Questions over its legitimacy have dogged the company for a while. At the launch of Haas' car in January, Storey (more on him later) said that claiming Rich Energy wasn't real "is like saying man never walked on the moon, or Elvis is still alive."

Shortly after announcing the deal, Haas insisted it had no doubts about the company.

"Your due diligence you don't do with the person there, there's some other ways to do that," team boss Guenther Steiner said in October. "We did what we need to do. We needed to do it before we met him. Why do you doubt that?

"Obviously we did what we needed to do, and our legal advisers were content with that."

What is its involvement in motor racing?

The tie-up with Haas wasn't the first time Rich Energy's name was associated with motor racing. The company first made waves in F1 circles midway through last year when the Force India team went into administration. It claimed to have made an offer to save the team despite being almost unknown in the industry up to that point.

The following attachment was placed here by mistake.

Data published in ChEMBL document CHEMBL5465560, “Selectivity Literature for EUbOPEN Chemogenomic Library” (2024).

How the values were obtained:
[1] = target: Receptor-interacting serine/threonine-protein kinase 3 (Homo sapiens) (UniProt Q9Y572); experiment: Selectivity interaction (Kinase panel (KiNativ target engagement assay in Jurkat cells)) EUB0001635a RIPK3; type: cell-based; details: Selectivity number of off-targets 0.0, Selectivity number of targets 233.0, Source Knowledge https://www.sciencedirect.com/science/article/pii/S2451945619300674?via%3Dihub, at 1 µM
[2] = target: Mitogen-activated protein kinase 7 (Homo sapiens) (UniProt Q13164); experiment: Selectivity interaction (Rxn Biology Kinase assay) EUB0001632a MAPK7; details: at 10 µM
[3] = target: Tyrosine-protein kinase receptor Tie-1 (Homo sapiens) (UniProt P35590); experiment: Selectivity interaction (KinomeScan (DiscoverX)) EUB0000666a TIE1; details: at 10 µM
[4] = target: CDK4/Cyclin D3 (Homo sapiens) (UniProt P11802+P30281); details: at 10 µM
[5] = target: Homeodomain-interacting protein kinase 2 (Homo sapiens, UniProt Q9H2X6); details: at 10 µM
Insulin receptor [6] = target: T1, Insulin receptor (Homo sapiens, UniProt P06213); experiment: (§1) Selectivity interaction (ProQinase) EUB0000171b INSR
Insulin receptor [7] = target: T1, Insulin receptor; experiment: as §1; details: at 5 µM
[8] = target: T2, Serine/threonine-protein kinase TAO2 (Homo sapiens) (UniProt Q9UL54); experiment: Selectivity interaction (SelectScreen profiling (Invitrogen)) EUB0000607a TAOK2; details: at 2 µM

CEO Storey was not seen to be a viable long-term owner of the team and the company's offer was dismissed, prompting the team to be placed in administration. It was duly saved from that process by a consortium led by Lance Stroll and repackaged as Racing Point, the guise it has continued with in 2019.

Storey then changed his approach from owning a team to securing a title sponsorship deal with one.